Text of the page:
An autumn view of Forest Falls in Fall Creek Gorge seen from the Stewart Ave Bridge.

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Location / Directions / Maps

Location: City of Ithaca; Tompkins County; Finger Lakes Region; New York

Maps: Google MapTopographic; Trail MapInteractive.

GPS Coordinates:

  • West parking lot: N 42.45244 / W 76.48564
  • Trailhead on Stewart Ave: N 42.45208 / W 76.48972
  • East parking lot near Beebe Lake: N 43.16892 / W 78.69493

Directions: Located on the north side of the City of Ithaca, right in the middle of Cornell University Campus. Use these Google Map directions to get you to the parking lot on the east side of the gorge (for a hike upstream) or these to get to the parking lot at Beebe Lake for a hike downstream.

Parking: There are parking lots all around the campus, but one has to be careful as they are not all open to the public. The Cornell Botanical Gardens trail system has a few lots designated for public use. A small lot is located on the north end of the gorge, about half-way up the gorge, off of Fall Creek Drive (near the pedestrian bridge).

Another, on the south end of the gorge, is a part of the University but does have some spots not dedicated to campus use. Check and obey the signs. It is located on the east end near the Beebe Lake dam. You could go with either one. The path I recommend loops around to both. Lots may get full on summer weekends.

Another view of Foaming Falls in Fall Creek Gorge. Just above the falls is a hydroelectric power plant



Information / Accessibility / Accommodations

Number of falls: 4 waterfalls in the gorge between Ithaca Falls and Lover’s Falls (at the end of Beebe Lake).

Size/Types: From east to west:

  • Forest Falls is a 55 ft cascade flanked by high cliff walls.
  • Foaming Cascade is 20 ft high with a concave crest. It is often referred to as Horseshoe Falls.
  • Rocky Falls is just under 30 ft high and the widest of the falls. It hugs a bend in the creek.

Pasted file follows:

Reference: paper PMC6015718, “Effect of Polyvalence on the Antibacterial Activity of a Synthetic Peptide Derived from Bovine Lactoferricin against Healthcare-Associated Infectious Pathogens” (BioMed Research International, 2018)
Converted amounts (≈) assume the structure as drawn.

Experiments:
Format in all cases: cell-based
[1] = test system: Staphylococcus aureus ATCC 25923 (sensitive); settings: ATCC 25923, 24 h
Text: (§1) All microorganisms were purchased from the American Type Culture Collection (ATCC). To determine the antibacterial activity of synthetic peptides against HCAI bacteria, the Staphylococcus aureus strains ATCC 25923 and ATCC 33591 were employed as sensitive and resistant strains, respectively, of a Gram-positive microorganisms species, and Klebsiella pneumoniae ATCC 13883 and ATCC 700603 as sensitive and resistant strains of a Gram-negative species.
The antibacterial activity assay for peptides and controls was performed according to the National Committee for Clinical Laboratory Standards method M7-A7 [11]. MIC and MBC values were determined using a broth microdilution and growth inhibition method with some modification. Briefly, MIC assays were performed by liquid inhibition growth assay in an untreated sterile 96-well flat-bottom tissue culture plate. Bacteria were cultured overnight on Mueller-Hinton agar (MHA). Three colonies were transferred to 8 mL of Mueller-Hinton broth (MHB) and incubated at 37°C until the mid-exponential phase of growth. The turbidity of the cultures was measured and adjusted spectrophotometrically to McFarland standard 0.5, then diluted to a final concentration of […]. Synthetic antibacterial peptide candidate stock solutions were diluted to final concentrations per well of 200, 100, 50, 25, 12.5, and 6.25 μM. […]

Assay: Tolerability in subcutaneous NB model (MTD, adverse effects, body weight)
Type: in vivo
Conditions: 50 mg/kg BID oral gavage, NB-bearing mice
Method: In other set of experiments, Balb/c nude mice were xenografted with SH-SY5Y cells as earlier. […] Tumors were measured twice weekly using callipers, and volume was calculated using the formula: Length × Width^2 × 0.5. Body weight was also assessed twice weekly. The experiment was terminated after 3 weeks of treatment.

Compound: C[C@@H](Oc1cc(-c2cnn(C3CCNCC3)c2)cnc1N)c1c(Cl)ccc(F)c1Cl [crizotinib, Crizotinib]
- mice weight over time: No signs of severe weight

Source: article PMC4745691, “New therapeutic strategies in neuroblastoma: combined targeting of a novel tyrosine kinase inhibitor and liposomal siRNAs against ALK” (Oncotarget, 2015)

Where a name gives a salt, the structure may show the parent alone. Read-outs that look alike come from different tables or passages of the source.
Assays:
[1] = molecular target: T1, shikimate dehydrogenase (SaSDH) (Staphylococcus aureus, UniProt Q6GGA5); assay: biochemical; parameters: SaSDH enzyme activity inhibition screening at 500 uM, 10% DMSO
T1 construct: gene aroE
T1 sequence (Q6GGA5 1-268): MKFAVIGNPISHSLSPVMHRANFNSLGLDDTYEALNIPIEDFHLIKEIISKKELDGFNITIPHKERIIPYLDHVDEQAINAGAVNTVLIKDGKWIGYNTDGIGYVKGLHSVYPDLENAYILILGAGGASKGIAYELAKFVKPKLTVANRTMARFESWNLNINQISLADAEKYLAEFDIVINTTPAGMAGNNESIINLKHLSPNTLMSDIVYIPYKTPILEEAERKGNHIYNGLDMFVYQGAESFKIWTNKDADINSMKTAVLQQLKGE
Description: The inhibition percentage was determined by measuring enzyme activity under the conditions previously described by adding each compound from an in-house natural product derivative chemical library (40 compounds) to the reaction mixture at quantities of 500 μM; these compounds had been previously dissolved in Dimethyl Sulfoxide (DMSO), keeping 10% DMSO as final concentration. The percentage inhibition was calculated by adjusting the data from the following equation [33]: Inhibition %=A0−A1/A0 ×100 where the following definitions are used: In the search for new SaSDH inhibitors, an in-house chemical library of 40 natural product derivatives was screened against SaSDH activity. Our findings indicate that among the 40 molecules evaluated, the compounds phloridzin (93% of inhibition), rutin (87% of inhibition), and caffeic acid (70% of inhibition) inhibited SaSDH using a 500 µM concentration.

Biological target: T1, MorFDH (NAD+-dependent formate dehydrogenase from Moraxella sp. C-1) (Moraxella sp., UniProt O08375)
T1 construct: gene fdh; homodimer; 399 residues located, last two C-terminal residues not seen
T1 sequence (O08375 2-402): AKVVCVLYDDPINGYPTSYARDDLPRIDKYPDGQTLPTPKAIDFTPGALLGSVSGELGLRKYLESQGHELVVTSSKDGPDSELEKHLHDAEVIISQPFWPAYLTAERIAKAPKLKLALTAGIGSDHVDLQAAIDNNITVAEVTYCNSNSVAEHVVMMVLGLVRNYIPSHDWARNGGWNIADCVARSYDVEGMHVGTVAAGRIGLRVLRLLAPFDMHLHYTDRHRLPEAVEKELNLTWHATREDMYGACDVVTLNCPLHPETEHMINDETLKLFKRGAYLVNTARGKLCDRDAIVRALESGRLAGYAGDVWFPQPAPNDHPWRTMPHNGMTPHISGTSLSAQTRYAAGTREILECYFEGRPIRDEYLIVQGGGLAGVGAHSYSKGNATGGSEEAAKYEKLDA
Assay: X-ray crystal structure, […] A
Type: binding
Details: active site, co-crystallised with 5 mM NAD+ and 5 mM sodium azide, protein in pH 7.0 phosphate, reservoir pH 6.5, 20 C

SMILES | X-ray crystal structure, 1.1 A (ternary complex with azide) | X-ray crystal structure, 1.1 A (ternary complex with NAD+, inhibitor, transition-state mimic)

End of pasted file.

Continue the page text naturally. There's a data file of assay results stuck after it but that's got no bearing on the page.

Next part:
• Triphammer Falls is about 56 ft high in total. The upper quarter is a man-made dam that holds back Beebe Lake. The lower 3/4 is a set of natural cascades that empty into the corner of an open gorge.

Best time to visit: Spring through fall.

Flow: Usually high. The currents can get pretty dangerous. View the page on safety.

Waterway: Fall Creek. Fall Creek starts out in the hills south of Skaneateles Lake, about 24 miles to the northeast. Once it passes through the gorge, it empties into the south end of Cayuga Lake.

Time: A few hours.

Seasons/Hours: Daylight hours.

Forest Falls on Fall Creek Gorge, in moderate flow, shot in early fall season from the Stewart Ave Bridge.

Admission: Free.

Handicap Accessibility: Paved walkways on the southern end of the gorge are the best route. The Stewart Ave Bridge, Thurston Ave Bridge, Suspension Bridge, and the Cornell Plantations walkway all cross the gorge and offer excellent views. The side trails that tip down into the gorge are not accessible.

Pets: Allowed on premises with a leash.

Accommodations: The trails surrounding the gorge are connected to a more extensive trail network extending east along the creek. Unfortunately despite the campus being right there, you won’t find any public restrooms or picnic facilities here. For a variety of shops, restaurants, and a public restroom, hop in a car and head 2 miles southeast to Ithaca Commons.

Beebe Lake and Dam at Cornell University


One of the grandest gorges of the Finger Lakes, and certainly the largest in the city of Ithaca, Fall Creek Gorge is a natural oasis in the well-developed and often humming campus of the adjacent Cornell University. Cornell’s origins started in this hanging valley, where its founder worked as a carpenter refurbishing various mills that tapped its waters. Today, the University uses portions of the stream as water power and acts as a steward for its preservation and study.

This page covers only 4 of the 6 waterfalls along this length of Fall Creek. From above Ithaca Falls to Triphammer Falls, this stretch of the gorge harbors massive waterfalls below the gorge’s steep cliffs that almost completely isolate it from the traffic above. Dotted with mysterious tunnels, crumbling mill foundations, and other various scars from its past industries, it has since regressed far back to a pleasant natural state. When the trail dips down close to water level, it does feel like another world as the sound of rushing water takes over, and it’s easy to forget you are in the middle of a city of 31,000.